One evening at a reunion of old friends, Todd said to me, “Let’s go for a ride.”  So I drove and Todd talked, and for an hour he poured his heart out to me.  He told me about the pressures of his job, about the difficult family issues he was dealing with, and, about his relentless, never-ending, discouraging, and, what turned out to be, losing battle against his addiction to alcohol.  Todd wasn’t using his problems as excuses, and I didn’t say, “Yes, I can see why you drink.”  He wasn’t asking for any sympathy, and I didn’t offer any.  A part of me wanted to just grab him by the shirt and say, “Don’t you see what you are doing to the people you love and who love you.”  But I didn’t have to say that.  He knew what he was doing and it broke his heart.  But he just could not stop.  And I didn’t say, “I understand,” because I didn’t.  And I didn’t say, “That’s all right,” because it wasn’t.  It was just a mess, and it stayed that way.  But I still liked Todd and I did feel sorry for him.  And all I could think about was that prayer that appears so often in the Bible, that simple, but profound prayer, “Lord, have mercy.”

     “Lord, have mercy.”  That’s a good little prayer; one we could all pray, every day.  Sometimes that is all we can say, and then we just leave it in God’s hands.  And oftentimes, God leaves us to the messes we create for ourselves, and then we have yet another reason to pray, “Lord, have mercy.”

     The traditional Lutheran worship service always begins with the Confession of Sins in which we pray:  “Most merciful God, we confess that we are captive to sin and cannot free ourselves.  For the sake of your Son, Jesus Christ, have mercy on us and forgive us.”  And then, God’s forgiveness of sins is announced with these words: “In the mercy of almighty God, Jesus Christ was given to die for you, and for his sake, God forgives you all your sins.”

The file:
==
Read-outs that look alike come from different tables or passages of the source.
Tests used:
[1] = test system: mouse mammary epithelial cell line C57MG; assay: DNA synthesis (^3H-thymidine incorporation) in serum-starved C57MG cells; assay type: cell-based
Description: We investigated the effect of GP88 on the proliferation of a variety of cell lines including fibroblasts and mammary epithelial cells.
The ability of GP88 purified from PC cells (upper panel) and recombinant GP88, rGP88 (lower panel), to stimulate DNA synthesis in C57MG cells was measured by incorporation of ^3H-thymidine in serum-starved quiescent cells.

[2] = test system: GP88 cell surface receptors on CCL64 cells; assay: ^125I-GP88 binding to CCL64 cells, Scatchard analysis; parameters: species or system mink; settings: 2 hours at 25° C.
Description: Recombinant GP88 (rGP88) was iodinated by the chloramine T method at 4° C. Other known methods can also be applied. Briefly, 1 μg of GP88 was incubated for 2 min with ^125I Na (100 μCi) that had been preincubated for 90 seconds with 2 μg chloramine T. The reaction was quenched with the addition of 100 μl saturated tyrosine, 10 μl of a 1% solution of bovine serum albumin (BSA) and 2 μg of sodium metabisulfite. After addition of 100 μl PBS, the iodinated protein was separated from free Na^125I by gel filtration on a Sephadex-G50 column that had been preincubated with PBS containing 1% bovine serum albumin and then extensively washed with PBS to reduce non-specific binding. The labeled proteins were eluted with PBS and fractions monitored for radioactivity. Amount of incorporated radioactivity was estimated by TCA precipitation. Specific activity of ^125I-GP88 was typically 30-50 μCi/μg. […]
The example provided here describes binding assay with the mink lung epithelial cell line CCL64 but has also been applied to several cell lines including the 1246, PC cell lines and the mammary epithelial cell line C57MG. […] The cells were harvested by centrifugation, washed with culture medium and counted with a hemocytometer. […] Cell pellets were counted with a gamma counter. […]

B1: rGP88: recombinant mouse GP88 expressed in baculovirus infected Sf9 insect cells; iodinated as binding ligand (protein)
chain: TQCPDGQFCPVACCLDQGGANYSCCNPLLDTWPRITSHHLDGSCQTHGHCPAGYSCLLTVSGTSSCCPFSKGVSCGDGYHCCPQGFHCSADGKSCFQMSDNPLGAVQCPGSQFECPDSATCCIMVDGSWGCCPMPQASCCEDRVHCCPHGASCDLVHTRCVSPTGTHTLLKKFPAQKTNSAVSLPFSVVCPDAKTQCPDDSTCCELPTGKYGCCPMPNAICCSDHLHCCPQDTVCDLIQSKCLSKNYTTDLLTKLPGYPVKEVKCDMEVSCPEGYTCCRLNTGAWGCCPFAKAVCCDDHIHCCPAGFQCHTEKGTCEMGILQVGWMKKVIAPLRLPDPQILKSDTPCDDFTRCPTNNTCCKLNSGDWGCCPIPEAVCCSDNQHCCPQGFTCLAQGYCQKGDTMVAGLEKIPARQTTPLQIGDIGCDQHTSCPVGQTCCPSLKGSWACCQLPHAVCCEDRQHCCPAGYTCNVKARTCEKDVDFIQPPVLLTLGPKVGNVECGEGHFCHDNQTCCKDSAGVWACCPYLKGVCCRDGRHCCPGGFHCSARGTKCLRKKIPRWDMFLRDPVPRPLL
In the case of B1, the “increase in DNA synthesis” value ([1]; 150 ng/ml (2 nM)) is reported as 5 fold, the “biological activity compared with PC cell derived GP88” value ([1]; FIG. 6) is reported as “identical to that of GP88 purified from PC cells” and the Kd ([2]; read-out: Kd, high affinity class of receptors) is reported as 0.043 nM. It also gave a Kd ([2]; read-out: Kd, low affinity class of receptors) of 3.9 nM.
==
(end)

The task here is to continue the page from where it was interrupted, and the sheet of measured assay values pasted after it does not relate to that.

We all have sins to confess.  We all need God’s forgiveness.  We all need to pray, “Lord, have mercy.”  This is the pattern of the worship service, the pattern of the Christian life, and the pattern of all of life.

     In a little while we will gather at the cemetery for the committal service.  There, we will hear these words: “In the midst of life we are in death.  Of whom may we seek comfort, but of Thee, O Lord.”  Here, we are in the presence of death.  But the rest of us remain, as the words say, “in the midst of life.”

     And so, the Bible is always telling us that we should, in the midst of life, remember.  “Remember your Creator in the days of your youth,” says Ecclesiastes.  “Remember the Sabbath Day to keep it Holy,’ says the ten commandments.  “Do this for the remembrance of me,” said Jesus as he offered the bread and wine to his disciples on the night before he died.  

    Our hope and prayer as we remember God is that God will remember us, but that he will not remember our sins.  And if we believe in Jesus, and we pray for his forgiveness, He promises us that He will indeed remember us, but not our sins.  “Jesus, remember me when you come into your kingdom,” said the thief on the cross to Jesus, as they were both dying.  And Jesus said to him, “Today, you will be with me in paradise.”  And we pray the prayer in Psalm 25:6-7:  “Remember, O Lord, your great mercy and love, for they are from of old.  Do not remember the sins of my youth and my rebellious ways.  But according to your love remember me, for you, O Lord, are good.”  Amen.


“God, have mercy on me, a sinner.”

–Luke 18:13b